Talking about moving in God's river, being waste deep:

Undertow is the ugly one.  You never see it coming.  It pulls your feet out from under you, pulls you down.  I’ll call this one “church politics.”  Part and parcel of having a church built of living stones is that those stones are all human.  Churches are populated with people – flawed sinners just like you and me.  And sometimes, things don’t go as planned, and the ugly comes out.  Jealousies, pride, power trips, offenses, cliques…  I’d love to say the church was immune to them, but it’s not.  Nor should it be.  The strength in the church is in it’s humanity.  But with all that comes the rough spots.  Navigating the undertow is part of what makes us better swimmers.

 Some of us were talking about being living stones last night, and how it feels like lumps are being bashed off so we can fit closer together. This carries the metaphor a bit further however. I'm not sure I agree that the strength of the church is in it's sinful and fleshly humanity, because that's often what ends up causing people to become broken and abused, depressed and discarded. But certainly a key aspect is that we are required to work things out among ourselves, and as we do that right, so we we grow in character (this makes me want to add a Calvin comment) and commitment together. And I guess too that it provides a place where those who need to flail around, to strike out because that's the only way they know to deal with things, can do that while those who have a bit more depth can keep trying to walk alongside.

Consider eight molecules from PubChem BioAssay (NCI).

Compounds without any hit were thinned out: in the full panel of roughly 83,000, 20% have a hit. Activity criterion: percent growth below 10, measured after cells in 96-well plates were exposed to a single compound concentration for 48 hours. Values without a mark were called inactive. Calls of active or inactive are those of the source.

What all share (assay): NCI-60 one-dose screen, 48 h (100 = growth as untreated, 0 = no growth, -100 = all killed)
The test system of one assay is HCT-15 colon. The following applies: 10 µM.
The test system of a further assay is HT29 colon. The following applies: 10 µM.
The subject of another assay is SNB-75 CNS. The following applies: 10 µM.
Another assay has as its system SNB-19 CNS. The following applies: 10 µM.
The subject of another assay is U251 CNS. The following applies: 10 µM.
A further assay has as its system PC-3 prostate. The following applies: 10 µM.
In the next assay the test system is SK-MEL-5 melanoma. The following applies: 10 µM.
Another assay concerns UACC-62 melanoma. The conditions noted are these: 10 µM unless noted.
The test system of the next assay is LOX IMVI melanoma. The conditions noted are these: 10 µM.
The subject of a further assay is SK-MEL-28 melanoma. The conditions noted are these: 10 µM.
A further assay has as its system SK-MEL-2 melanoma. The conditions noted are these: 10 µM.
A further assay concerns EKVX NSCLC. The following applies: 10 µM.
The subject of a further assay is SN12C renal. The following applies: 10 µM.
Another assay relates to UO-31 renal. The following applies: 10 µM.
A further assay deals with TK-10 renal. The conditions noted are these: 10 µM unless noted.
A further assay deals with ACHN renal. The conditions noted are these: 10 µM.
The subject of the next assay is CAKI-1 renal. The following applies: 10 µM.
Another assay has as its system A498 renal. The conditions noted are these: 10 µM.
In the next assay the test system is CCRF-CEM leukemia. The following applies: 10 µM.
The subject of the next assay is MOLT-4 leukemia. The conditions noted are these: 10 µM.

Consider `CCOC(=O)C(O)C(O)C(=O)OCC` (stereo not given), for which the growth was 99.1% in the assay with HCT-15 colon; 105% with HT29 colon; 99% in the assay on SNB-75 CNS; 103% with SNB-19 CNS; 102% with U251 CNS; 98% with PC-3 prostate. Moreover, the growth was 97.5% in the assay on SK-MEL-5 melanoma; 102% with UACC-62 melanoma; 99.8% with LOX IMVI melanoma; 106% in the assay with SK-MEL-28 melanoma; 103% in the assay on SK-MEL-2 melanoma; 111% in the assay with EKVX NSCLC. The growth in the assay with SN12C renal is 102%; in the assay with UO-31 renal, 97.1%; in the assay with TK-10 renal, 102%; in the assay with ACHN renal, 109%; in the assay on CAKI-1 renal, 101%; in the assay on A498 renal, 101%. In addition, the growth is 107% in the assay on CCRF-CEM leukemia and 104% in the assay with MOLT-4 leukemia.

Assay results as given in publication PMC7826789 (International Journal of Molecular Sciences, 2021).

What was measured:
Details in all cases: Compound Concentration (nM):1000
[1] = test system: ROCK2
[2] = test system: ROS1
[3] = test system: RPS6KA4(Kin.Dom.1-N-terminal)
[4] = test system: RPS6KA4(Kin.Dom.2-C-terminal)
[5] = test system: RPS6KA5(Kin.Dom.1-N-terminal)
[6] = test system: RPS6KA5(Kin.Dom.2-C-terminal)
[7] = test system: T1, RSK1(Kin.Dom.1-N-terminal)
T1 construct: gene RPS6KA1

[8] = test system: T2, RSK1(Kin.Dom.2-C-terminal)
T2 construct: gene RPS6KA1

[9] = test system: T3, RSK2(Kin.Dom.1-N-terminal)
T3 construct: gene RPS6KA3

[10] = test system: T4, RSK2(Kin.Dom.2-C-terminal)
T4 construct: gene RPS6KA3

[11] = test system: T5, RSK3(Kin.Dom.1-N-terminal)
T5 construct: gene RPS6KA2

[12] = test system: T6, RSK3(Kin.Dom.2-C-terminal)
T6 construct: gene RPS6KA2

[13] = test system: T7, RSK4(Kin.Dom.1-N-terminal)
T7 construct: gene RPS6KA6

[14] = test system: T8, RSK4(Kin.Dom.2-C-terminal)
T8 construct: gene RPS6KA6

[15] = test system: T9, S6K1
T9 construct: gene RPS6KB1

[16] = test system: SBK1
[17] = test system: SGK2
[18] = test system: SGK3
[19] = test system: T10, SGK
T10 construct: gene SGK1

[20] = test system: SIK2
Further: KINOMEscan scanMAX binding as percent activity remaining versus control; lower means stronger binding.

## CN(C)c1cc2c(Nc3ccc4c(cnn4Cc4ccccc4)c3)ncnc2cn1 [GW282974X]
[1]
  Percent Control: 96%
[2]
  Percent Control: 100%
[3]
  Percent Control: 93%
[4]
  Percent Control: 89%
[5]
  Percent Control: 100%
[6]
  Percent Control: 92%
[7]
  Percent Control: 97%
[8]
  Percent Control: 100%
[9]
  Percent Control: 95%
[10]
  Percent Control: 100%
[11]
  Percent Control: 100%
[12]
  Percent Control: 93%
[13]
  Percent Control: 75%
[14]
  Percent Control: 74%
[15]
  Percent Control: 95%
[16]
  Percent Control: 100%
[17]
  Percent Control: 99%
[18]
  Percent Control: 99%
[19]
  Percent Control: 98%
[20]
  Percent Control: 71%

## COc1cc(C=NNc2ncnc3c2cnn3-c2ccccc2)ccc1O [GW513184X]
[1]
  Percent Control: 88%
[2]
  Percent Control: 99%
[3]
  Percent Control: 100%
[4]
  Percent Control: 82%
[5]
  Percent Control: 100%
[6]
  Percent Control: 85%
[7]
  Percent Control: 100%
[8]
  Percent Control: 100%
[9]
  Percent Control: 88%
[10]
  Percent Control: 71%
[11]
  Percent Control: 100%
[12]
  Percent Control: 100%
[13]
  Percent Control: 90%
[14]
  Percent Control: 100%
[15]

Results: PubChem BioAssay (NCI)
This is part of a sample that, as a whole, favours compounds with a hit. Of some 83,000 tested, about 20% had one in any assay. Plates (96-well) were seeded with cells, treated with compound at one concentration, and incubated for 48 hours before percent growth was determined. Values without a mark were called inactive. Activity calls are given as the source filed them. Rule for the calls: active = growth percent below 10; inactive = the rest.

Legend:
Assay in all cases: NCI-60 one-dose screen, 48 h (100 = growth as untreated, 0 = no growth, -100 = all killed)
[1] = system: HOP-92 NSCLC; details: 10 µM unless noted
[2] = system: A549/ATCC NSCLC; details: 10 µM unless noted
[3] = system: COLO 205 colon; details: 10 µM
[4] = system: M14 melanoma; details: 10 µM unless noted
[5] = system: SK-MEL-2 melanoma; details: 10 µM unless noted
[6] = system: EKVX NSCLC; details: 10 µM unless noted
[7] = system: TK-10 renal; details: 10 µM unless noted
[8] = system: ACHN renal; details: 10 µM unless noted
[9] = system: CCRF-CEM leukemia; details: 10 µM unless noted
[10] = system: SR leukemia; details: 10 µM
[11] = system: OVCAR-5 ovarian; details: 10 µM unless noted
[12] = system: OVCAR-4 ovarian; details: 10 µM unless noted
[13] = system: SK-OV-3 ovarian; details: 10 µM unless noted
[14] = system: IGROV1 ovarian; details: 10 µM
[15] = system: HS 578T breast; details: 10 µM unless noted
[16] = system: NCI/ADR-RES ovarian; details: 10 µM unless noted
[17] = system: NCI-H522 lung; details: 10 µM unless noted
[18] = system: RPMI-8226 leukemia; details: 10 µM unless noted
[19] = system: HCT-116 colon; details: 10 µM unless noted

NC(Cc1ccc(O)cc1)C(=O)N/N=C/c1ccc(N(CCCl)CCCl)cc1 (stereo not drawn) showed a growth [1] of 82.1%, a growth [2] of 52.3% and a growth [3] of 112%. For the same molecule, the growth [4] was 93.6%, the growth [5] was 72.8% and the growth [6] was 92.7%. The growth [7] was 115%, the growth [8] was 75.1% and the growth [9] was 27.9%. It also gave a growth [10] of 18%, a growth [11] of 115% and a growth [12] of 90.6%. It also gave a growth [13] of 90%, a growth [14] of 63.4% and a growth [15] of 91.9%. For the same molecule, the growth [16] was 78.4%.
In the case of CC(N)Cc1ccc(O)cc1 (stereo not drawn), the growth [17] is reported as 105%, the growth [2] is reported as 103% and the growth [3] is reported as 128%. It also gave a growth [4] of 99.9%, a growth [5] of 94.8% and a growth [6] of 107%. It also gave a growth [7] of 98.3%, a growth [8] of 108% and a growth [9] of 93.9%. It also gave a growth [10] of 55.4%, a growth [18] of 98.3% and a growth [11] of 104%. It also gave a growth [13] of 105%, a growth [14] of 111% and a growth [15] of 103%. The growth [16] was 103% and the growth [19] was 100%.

But church politics is an ugly one, straight from the pit.

I've just started reading Frank Viola's Reimagining Church and it has reminded me why I left the institutional church more than 30 years ago, and why I was so horrified at having to rejoin it (and that horror was justified). But it's also reminded me of what my roots are in Christian faith, and a part of that is a church without politics, where people give themselves to serve God without owning their ministry and walk in deference to each other. I may not completely agree with Viola's view of organic church, but it's a good reminder of the places I need to go back to living as a Christian.

BTW I'd recommend reading the full series of 'Bumper Sticker Christianity' posts on Mikes blog.

Monday, 18 March 2013

Free - as in beer?

A friend on a non-mountain biking forum (the second fastest declining forum) had me thinking about my aversion to paying for software.